The article discusses the Supreme Court’s interpretation and two recent judgments by the Supreme Court in which the Court reversed well-reasoned judgments of High Courts. Also, it virtually enacted into existence taxes that lack legislative support. The Court’s actions in these cases undermine the rule of law. It is because of allowing the government to tax individuals and businesses without following the proper legislative process. The article concludes by warning that if the Supreme Court continues to act in this way, the rule of law in India will be weakened.
What is the Context:
The Supreme Court’s interpretation of tax matters has resulted in the reversal of well-reasoned judgments and the creation of taxes without legislative support. Two notable judgments by Justice M.R. Shah exemplify this issue.
India’s taxation laws are based on two central precepts: the authority of law and the principle of sureness, emphasizing clarity, consistency, and predictability. Recent judgments by the Supreme Court have raised concerns about the commitment to these principles.
Reversal of Judgments:
- The case of ITO vs Vikram Sujitkumar Bhatia dealt with the retrospective effect of an amendment to the Income Tax Act. High Courts had interpreted the law narrowly, requiring evidence of ownership for material seized during a search. The Supreme Court, however, reversed these decisions, claiming that the amendment was retrospective and declaratory, despite its expansion of the law.
- The judgment in Union of India vs Ashish Agarwal revived reassessment notices issued without legal sanction. The Supreme Court not only overturned the Allahabad High Court’s judgment but also disregarded verdicts from other High Courts. The Court revived the notices under the pretext of officers’ ignorance of the law, despite their reliance on repealed provisions.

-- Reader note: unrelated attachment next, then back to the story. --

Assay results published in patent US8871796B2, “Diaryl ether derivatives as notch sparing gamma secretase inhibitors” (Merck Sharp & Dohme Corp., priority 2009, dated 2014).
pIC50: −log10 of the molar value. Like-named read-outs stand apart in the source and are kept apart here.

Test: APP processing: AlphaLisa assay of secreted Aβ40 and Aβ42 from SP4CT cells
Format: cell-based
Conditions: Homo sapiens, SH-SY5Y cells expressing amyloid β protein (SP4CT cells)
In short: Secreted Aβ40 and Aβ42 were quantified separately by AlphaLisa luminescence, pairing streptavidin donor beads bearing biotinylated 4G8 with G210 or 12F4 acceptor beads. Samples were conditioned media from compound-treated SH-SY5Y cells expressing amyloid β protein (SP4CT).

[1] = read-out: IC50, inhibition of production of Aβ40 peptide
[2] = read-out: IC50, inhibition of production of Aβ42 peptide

Court as a Maker, Not an Interpreter:
The Supreme Court’s interpretation of Section 153C in the Bhatia case goes beyond its role as an interpreter of the law. By applying the amended law retrospectively, the Court expands the law’s scope instead of clarifying its original intent. This undermines the principle of legality and certainty.
Encroachment on Legislative Functions:
The revival of reassessment notices in the Agarwal case not only encroaches on legislative functions but also legitimizes illegitimate actions. The Court invoked Article 142 of the Constitution, which should not be used in violation of statutory law, to revive notices lacking legislative support. This has led to confusion and further litigation.
The Supreme Court’s interpretation of tax matters raises concerns about the commitment to the principles of legality and certainty. The Court’s role should be limited to interpreting the law rather than making new laws. To ensure clarity and predictability in tax laws, it is essential to strike a balance between the judiciary’s role and legislative intent.
Foster better coordination and consultations between the judiciary, legislature, and executive branches to align interpretations of tax laws.
Review and revision:
Conduct a comprehensive review of existing tax legislation to ensure it reflects the needs of a dynamic economy and promotes clarity.
The judiciary should consider the broader economic impact of its decisions and maintain a balance between justice and stability in the tax regime.
The legislature should address any gaps or ambiguities in tax laws, ensuring that they are clear, consistent, and predictable.
Upholding the rule of law:
Preserve the sanctity of taxation with legislative support and avoid encroachment on legislative functions.
By adopting these measures, India can create a tax system that upholds the principles of legality, certainty, and predictability, fostering a favorable business environment and promoting sustainable economic growth.
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